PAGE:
Your temperature drops, and your blood pressure goes down.
Listen to your body and sleep at night unless you have the guard.
The circadian rhythm developed over many generations of life to make you sleepy during the night and awake during the day.
The lightbulb has allowed us to work through the night for less than 200 years.
That’s not enough time in the history of our species to overcome 200,000 years of day walking.
You might find that you have somebody in your group who is an anomaly that thrives at night and sleeps with little trouble during the day. Awesome!
If that’s not the case, you may prefer to break your guard into shifts so that everybody gets some sleep at night, but nobody sleeps all night.
In an SHTF world, eating “right” is going to mean something else than it does in a properly working civilization.
It will probably mean simply eating enough.
Fresh produce may no longer be an option, but getting enough calories to do your work and fight off sickness has to be a priority.
As you scavenge for calories, pay attention to caffeine, though.
Don’t down a Monster energy drink right before bed.
Get enough exercise.
This one seems laughable in an SHTF scenario.
Whether you’re bugging out, or fortifying to bug in, you should have plenty to do.
If you’re not tired by sundown, you must reevaluate how much you contribute to the team and get off your ass.
If you do find yourself bunkered down in a good stronghold without much to do besides watch, get some movement in the day.
“Never stand when you can sit, never sit when you can lie down… and take a nap if the situation allows.”
A twenty-minute nap can improve your alertness to nearly 100%.
Studies show that all those cognitive deficits caused by sleep deprivation are no longer issues after a short nap.
↓ 5 Tips To Improve Your SleepClick here to instantly download this Complete Checklist PDF. No purchase necessary.
Create a series of tests for yourself that will show you how sharp you are, and perform them with good sleep and without.
Take apart your weapons and put them back together.
Disassemble your lawnmower and put it back together.
I wouldn’t waste your elk tag on such an experiment, but go varmint hunting after staying up all night.
See if you can get the job done.
Don’t try to see how long you can go before you hallucinate.
You might not come back to the sane side of the moon.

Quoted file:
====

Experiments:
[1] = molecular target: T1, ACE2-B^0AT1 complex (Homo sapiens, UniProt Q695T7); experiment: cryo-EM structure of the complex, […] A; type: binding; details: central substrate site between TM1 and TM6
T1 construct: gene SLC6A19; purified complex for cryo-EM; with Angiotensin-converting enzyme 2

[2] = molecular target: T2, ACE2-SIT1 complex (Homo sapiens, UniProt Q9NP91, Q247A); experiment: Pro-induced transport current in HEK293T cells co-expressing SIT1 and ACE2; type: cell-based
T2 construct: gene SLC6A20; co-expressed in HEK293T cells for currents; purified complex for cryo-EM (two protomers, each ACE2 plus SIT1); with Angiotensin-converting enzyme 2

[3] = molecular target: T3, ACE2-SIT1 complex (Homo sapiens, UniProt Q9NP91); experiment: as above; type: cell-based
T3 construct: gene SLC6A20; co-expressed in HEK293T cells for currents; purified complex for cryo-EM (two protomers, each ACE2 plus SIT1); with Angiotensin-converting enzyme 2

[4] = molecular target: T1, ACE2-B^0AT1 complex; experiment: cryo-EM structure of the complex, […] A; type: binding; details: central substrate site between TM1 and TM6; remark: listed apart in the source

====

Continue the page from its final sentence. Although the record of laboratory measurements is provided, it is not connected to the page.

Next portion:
“A man’s got to know his limitations.”
In knowing those limitations, you can push them. You can know what you are capable of.
When I started this article, I laid out the basic ingredients for sleep.
I planned a little finger-wagging for would-be tough guys who claim to be in top form with only 2 hours of sleep per night.
Some warnings about how detrimental prolonged sleep deprivation is to your mind and body.
But the implications of all those warnings are bigger than the need to buy a nice sleeping pad.
You need more than one person within your circle that you can trust to make the shot.
Making a true sleep plan is impossible unless you can hand the watch over to somebody else.
This is a whole other article in itself, but being able to sleep safely means letting your guard down without abandoning the post.
The idea is to have a 24-hour perimeter watch.
This would be composed of several guns manned by people who can quickly decide who is the enemy and who is the foe, then act accordingly.
Two people at each point in the perimeter to stay awake and honest.
The ideal is long gone in an SHTF world. You will more likely be struggling to keep one gun awake.
Maybe you’ve rigged a string and bell system to alert the one sentry.
Depending on your manpower, I would recommend two-hour shifts.
One person has the watch from 2200-0000. After midnight, that person wakes the next fireguard with the watch for the next two hours.
Then the first person and everyone else sleeps, and so on.
With this system, everyone misses out on some sleep, but nobody goes sleepless.
You can still move, fortify, or forage without adjusting for one person who needs to sleep all day.
And your group and its supplies remain under guard all night.
There is a lot of planning in preparation for an SHTF world. Ammunition without food is not sufficient.
Living without sleep will make you a liability.
1. Create A Sleep Plan With Your Team
If you have a team of 10, great. Create a rotating plan that you can immediately implement when SHTF.
Everyone should have a reasonable opportunity for quality sleep nightly.
If your team consists of you and your significant other, do your best.
You’ll both need to sleep at some point, so the time to talk about it is now. It won’t be ideal, but a plan is better than no plan at all.
Don’t drink it right before sleep.
But if you’re low on sleep, and “something” comes up, you’ll need to power through.
That’s the time to brew a pot.